For decades, trauma has been the norm for the people of Iraq, said Dr. Ahmed Mohammed Amin. People have been subjected to all manner of brutal attacks from chemical to aerial bombardments; imprisonment to torture.
“There is no family in Iraq who has not had one member of their family or one neighbour, or more, or one child who has not had to pass through one of these traumatic events,” he said.
Dr. Amin is the executive director of WCHAN – Trauma, Rehabilitation and Training Centre of Sulaimanyah, Iraq. Each year, the organization provides medical, psychological and social care to over 120 torture survivors coming from all regions of the country, including those where the “Islamic State” is active, and from Syria. Dr. Amin said the counselling is necessary because torture doesn’t just affect the individual, but all the people around them. The counselling provides rehabilitation and also helps preventing further violence.
“If you take a person, torture him or her, and then send him back into the society, it is like you tortured the whole community,” Dr. Amin said. “That is why it is important to help all torture victims. If the reaction is not dealt with properly, the person could become an extremist. They will only want revenge.”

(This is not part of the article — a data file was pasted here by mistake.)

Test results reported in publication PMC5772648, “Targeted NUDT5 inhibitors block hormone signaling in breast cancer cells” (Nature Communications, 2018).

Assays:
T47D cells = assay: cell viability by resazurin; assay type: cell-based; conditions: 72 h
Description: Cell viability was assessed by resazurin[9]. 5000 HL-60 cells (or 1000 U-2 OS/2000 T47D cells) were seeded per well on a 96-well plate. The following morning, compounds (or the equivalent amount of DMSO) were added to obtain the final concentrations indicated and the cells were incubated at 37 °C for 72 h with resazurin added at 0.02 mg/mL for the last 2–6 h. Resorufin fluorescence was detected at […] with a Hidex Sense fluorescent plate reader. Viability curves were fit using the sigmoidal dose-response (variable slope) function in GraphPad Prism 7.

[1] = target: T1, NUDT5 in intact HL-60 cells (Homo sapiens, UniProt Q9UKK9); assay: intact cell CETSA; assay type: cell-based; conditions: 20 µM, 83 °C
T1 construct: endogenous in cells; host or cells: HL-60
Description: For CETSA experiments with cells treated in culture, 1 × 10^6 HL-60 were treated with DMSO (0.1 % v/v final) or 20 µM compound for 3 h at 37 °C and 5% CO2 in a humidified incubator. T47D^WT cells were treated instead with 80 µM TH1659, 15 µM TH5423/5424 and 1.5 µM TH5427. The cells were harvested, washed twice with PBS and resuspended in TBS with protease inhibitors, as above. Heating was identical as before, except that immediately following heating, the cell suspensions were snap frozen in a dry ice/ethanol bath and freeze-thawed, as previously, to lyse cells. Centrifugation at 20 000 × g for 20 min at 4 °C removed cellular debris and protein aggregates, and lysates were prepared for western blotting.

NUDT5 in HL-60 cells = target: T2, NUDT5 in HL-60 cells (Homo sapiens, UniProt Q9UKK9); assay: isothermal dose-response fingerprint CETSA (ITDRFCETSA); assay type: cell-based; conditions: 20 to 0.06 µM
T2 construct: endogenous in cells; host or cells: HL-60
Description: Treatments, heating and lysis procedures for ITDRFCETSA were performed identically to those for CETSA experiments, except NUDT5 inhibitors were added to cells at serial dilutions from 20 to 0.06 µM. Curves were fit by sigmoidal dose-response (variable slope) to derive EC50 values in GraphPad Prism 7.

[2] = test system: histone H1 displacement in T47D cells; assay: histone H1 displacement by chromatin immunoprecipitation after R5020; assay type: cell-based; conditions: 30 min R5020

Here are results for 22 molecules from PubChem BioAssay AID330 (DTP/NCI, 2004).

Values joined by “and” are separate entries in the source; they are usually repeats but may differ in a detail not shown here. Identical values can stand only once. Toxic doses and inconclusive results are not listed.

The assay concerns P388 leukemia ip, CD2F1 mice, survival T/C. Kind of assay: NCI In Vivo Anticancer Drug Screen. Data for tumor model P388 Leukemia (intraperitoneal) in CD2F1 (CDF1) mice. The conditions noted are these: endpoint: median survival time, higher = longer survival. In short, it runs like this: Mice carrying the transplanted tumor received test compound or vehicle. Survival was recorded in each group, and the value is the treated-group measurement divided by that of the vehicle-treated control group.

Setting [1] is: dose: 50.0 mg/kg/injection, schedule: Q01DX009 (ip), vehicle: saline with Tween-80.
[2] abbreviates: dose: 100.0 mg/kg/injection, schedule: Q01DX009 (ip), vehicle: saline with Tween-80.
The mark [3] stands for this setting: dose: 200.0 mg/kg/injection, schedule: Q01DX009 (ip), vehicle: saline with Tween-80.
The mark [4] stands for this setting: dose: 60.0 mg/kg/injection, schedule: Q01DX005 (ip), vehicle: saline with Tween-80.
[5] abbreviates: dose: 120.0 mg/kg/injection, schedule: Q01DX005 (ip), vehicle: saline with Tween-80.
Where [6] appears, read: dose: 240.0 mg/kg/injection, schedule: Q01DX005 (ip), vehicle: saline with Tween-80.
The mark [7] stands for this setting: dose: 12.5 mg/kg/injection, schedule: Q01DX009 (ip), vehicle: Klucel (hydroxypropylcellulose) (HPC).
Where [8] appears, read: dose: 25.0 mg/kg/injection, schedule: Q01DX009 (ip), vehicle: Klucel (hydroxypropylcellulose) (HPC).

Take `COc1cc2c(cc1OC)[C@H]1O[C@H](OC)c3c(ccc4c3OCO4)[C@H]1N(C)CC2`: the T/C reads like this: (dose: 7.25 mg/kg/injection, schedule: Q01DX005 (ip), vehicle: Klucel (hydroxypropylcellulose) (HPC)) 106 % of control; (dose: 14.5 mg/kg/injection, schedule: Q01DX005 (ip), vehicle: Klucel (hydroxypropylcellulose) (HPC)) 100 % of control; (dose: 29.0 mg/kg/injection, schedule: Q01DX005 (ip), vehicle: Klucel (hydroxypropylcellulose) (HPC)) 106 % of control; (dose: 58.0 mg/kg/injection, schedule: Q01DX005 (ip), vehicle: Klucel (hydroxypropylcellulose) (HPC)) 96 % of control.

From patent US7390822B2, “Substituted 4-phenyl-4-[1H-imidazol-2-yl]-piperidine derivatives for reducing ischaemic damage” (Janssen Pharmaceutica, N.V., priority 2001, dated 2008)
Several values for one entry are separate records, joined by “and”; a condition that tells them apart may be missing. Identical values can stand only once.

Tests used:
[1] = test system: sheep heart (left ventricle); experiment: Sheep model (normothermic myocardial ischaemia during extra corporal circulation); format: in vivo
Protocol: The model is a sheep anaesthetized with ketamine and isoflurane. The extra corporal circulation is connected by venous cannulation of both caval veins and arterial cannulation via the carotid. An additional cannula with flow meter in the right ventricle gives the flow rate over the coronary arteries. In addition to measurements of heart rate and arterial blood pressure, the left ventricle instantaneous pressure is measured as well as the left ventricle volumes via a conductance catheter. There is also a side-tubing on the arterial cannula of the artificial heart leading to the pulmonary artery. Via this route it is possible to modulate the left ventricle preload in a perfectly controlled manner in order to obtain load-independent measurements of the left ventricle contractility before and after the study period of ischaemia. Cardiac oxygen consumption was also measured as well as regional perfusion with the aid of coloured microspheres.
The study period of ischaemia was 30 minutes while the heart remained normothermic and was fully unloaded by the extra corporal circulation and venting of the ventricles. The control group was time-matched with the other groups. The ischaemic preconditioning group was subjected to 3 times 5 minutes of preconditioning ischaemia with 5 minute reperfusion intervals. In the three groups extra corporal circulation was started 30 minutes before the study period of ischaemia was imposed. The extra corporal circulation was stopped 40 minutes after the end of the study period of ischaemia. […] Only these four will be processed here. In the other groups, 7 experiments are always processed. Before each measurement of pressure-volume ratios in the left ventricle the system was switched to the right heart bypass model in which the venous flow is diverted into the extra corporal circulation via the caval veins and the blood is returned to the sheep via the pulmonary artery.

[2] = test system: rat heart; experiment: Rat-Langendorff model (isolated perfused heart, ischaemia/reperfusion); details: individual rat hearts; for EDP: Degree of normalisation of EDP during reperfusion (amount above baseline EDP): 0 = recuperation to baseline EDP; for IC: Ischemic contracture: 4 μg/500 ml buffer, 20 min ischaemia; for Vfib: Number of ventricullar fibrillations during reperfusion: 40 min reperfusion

WCHAN has been supported by the UN Fund for the Victims of Torture since 2012. The Fund is managed by the UN Human Rights Office. Dr. Amin said this affiliation is important not just for the continued operation of the office, but also to show that the centre is neutral.
“It reassures beneficiaries that the centre is not affiliated to any parties” he said. “And the centre assures them that they have a safe place.”
You can help Dr Ahmed Mohammed Amin and others like him to assist victims of torture by donating to the Fund: http://donatenow.ohchr.org/torture/.
For more information, visit www.ohchr.org/torturefund
8 January 2015